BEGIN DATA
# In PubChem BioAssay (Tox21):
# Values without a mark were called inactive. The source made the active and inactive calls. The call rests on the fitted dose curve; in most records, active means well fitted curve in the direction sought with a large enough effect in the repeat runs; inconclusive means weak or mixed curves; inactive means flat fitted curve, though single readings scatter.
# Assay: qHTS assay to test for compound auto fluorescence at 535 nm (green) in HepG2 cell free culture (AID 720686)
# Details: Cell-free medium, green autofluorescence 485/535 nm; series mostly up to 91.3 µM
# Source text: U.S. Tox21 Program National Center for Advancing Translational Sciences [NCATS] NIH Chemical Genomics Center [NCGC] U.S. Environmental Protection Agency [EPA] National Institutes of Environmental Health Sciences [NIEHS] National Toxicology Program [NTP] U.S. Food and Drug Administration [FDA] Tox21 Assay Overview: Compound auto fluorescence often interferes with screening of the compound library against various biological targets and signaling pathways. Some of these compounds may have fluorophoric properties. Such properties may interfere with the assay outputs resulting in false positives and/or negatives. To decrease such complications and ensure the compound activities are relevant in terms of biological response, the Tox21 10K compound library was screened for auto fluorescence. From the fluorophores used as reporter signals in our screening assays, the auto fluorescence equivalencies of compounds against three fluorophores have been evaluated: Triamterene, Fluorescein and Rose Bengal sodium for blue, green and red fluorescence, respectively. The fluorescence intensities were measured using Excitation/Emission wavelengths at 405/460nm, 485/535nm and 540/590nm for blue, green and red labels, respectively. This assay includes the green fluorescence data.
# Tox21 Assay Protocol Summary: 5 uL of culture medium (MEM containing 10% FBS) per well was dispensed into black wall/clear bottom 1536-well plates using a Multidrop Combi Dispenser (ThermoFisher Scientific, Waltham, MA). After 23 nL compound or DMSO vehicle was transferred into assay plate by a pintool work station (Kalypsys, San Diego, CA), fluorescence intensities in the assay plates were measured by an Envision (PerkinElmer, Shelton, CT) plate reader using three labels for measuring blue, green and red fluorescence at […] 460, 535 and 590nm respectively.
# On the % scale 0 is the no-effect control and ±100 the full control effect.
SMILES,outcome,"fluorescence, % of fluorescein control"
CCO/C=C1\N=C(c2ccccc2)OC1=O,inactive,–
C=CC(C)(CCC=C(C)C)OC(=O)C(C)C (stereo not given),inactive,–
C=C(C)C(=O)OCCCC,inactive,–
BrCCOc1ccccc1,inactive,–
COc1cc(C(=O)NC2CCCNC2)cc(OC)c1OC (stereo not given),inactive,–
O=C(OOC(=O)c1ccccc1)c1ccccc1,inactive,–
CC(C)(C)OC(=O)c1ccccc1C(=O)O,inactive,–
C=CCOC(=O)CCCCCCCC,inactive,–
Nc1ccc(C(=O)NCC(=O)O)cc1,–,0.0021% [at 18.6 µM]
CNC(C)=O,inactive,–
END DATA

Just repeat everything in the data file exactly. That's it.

# In PubChem BioAssay (Tox21):
# Values without a mark were called inactive. The source made the active and inactive calls. The call rests on the fitted dose curve; in most records, active means well fitted curve in the direction sought with a large enough effect in the repeat runs; inconclusive means weak or mixed curves; inactive means flat fitted curve, though single readings scatter.
# Assay: qHTS assay to test for compound auto fluorescence at 535 nm (green) in HepG2 cell free culture (AID 720686)
# Details: Cell-free medium, green autofluorescence 485/535 nm; series mostly up to 91.3 µM
# Source text: U.S. Tox21 Program National Center for Advancing Translational Sciences [NCATS] NIH Chemical Genomics Center [NCGC] U.S. Environmental Protection Agency [EPA] National Institutes of Environmental Health Sciences [NIEHS] National Toxicology Program [NTP] U.S. Food and Drug Administration [FDA] Tox21 Assay Overview: Compound auto fluorescence often interferes with screening of the compound library against various biological targets and signaling pathways. Some of these compounds may have fluorophoric properties. Such properties may interfere with the assay outputs resulting in false positives and/or negatives. To decrease such complications and ensure the compound activities are relevant in terms of biological response, the Tox21 10K compound library was screened for auto fluorescence. From the fluorophores used as reporter signals in our screening assays, the auto fluorescence equivalencies of compounds against three fluorophores have been evaluated: Triamterene, Fluorescein and Rose Bengal sodium for blue, green and red fluorescence, respectively. The fluorescence intensities were measured using Excitation/Emission wavelengths at 405/460nm, 485/535nm and 540/590nm for blue, green and red labels, respectively. This assay includes the green fluorescence data.
# Tox21 Assay Protocol Summary: 5 uL of culture medium (MEM containing 10% FBS) per well was dispensed into black wall/clear bottom 1536-well plates using a Multidrop Combi Dispenser (ThermoFisher Scientific, Waltham, MA). After 23 nL compound or DMSO vehicle was transferred into assay plate by a pintool work station (Kalypsys, San Diego, CA), fluorescence intensities in the assay plates were measured by an Envision (PerkinElmer, Shelton, CT) plate reader using three labels for measuring blue, green and red fluorescence at […] 460, 535 and 590nm respectively.
# On the % scale 0 is the no-effect control and ±100 the full control effect.
SMILES,outcome,"fluorescence, % of fluorescein control"
CCO/C=C1\N=C(c2ccccc2)OC1=O,inactive,–
C=CC(C)(CCC=C(C)C)OC(=O)C(C)C (stereo not given),inactive,–
C=C(C)C(=O)OCCCC,inactive,–
BrCCOc1ccccc1,inactive,–
COc1cc(C(=O)NC2CCCNC2)cc(OC)c1OC (stereo not given),inactive,–
O=C(OOC(=O)c1ccccc1)c1ccccc1,inactive,–
CC(C)(C)OC(=O)c1ccccc1C(=O)O,inactive,–
C=CCOC(=O)CCCCCCCC,inactive,–
Nc1ccc(C(=O)NCC(=O)O)cc1,–,0.0021% [at 18.6 µM]
CNC(C)=O,inactive,–